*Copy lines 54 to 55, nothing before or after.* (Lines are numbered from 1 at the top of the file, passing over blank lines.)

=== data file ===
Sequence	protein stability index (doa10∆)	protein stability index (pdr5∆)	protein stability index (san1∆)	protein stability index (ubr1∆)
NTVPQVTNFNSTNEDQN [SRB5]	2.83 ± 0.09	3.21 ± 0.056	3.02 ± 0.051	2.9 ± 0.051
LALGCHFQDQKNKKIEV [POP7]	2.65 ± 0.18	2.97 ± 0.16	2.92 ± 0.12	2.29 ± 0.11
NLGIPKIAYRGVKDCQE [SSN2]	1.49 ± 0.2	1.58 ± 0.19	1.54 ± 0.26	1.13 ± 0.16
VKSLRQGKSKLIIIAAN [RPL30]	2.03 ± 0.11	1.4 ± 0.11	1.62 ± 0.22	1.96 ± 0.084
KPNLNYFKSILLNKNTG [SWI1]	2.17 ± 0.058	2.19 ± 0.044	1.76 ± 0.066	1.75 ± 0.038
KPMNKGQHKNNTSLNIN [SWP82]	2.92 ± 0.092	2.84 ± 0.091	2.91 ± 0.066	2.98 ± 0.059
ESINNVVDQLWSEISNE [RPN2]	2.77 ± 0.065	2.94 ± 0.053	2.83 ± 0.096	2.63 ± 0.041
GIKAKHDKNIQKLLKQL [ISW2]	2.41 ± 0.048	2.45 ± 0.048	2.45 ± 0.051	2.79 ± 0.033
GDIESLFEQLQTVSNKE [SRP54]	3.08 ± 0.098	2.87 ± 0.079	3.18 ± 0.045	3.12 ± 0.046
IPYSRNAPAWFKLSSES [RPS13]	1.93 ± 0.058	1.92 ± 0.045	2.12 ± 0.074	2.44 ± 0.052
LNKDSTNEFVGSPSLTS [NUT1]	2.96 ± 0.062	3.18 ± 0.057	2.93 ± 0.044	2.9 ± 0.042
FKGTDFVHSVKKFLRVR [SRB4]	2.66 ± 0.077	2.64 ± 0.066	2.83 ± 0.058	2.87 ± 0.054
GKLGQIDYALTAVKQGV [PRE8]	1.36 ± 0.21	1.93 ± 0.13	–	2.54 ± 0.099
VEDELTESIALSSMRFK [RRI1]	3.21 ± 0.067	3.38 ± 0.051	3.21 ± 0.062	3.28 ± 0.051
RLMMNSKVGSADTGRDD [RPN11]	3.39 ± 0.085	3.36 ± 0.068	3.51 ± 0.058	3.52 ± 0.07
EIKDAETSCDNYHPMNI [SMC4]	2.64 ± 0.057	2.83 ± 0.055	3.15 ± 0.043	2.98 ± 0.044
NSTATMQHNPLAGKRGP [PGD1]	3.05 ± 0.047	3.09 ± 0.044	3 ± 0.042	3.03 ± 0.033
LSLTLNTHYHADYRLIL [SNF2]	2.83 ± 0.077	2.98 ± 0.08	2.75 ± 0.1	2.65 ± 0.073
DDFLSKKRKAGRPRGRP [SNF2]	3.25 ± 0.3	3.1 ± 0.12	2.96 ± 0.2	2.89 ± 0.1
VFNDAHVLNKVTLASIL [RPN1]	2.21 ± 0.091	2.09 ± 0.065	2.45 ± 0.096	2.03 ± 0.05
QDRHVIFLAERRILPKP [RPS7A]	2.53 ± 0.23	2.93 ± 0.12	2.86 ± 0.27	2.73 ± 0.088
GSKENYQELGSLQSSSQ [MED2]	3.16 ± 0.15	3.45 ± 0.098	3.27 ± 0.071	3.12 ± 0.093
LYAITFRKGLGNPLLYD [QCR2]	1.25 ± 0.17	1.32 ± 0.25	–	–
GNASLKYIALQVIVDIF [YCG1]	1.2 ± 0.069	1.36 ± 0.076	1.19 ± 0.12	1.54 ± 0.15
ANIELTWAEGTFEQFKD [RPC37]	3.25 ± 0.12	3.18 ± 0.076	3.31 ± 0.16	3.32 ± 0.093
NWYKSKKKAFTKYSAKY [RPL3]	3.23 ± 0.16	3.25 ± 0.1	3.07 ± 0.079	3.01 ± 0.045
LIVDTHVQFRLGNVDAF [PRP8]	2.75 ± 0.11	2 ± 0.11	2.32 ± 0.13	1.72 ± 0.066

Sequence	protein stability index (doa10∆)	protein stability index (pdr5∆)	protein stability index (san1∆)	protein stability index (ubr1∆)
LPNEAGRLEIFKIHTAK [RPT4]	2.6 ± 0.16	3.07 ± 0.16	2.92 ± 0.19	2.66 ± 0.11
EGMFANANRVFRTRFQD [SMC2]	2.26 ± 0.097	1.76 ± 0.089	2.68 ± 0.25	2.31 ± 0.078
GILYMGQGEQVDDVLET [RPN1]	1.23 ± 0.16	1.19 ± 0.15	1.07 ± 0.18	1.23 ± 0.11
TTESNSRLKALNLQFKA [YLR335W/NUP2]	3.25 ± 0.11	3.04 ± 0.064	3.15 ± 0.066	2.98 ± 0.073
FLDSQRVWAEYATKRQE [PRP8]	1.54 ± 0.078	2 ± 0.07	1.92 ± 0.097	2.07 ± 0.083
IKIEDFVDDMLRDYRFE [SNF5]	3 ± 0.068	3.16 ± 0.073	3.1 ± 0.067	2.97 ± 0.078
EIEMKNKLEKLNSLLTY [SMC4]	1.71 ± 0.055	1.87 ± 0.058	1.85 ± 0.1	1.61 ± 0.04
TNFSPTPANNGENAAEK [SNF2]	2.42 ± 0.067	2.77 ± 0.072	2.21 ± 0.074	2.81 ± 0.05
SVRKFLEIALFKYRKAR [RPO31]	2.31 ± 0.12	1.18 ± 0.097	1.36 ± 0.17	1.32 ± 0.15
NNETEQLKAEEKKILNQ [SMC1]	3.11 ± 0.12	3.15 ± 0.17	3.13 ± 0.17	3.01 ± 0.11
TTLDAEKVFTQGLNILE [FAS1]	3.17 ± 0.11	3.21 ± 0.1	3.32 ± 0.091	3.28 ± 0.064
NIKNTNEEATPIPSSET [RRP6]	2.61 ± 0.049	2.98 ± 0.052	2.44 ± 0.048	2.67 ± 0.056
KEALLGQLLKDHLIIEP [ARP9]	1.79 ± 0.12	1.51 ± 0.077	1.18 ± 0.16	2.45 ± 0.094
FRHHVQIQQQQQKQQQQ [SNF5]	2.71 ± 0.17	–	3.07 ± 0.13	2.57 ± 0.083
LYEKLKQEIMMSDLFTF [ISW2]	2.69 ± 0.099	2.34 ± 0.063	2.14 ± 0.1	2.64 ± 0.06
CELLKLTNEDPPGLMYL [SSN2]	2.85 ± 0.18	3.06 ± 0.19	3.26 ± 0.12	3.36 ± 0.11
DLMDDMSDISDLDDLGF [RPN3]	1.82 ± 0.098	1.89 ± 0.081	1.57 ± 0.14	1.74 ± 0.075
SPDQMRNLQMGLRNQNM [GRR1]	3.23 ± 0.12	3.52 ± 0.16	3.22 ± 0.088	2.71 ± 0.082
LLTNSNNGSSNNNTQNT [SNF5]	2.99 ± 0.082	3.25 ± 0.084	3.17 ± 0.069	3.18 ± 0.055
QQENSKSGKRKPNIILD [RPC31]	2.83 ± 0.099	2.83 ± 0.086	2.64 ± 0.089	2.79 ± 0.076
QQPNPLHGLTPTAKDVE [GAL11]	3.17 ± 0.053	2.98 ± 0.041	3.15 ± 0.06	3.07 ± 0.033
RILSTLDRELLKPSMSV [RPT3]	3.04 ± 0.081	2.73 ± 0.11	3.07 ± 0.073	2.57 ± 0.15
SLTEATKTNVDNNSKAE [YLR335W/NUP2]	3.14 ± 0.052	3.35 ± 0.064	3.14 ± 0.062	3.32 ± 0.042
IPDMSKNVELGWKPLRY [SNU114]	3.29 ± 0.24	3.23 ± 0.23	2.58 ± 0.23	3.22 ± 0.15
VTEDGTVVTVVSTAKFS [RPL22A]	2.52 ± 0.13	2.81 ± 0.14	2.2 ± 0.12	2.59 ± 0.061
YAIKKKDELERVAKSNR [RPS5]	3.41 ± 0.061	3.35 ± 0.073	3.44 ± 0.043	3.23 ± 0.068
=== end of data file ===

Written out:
VTEDGTVVTVVSTAKFS [RPL22A]	2.52 ± 0.13	2.81 ± 0.14	2.2 ± 0.12	2.59 ± 0.061
YAIKKKDELERVAKSNR [RPS5]	3.41 ± 0.061	3.35 ± 0.073	3.44 ± 0.043	3.23 ± 0.068